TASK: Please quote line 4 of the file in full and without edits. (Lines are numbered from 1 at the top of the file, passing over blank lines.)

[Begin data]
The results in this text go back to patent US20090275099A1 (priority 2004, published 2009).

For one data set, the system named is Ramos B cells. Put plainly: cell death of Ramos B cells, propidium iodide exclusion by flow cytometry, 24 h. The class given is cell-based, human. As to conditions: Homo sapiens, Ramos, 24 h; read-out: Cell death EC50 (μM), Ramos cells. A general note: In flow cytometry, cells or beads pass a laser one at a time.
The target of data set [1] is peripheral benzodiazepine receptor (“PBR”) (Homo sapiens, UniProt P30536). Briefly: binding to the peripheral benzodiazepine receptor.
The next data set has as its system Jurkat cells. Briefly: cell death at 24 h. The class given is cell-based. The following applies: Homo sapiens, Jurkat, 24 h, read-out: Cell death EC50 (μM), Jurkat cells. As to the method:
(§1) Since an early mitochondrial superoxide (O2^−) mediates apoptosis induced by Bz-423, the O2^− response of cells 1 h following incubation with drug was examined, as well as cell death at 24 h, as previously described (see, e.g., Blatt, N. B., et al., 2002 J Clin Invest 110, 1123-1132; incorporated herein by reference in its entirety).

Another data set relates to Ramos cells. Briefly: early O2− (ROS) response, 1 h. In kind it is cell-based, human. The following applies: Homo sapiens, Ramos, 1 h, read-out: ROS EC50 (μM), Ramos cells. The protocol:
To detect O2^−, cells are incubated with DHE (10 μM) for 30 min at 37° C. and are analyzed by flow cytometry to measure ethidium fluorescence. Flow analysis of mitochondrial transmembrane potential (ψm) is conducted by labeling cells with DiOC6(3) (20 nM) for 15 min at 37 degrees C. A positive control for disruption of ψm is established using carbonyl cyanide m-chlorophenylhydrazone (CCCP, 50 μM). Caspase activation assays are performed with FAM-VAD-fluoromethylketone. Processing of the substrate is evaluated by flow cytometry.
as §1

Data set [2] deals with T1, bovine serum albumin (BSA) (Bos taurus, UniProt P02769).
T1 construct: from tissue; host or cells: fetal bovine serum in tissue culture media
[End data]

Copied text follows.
The next data set has as its system Jurkat cells. Briefly: cell death at 24 h. The class given is cell-based. The following applies: Homo sapiens, Jurkat, 24 h, read-out: Cell death EC50 (μM), Jurkat cells. As to the method: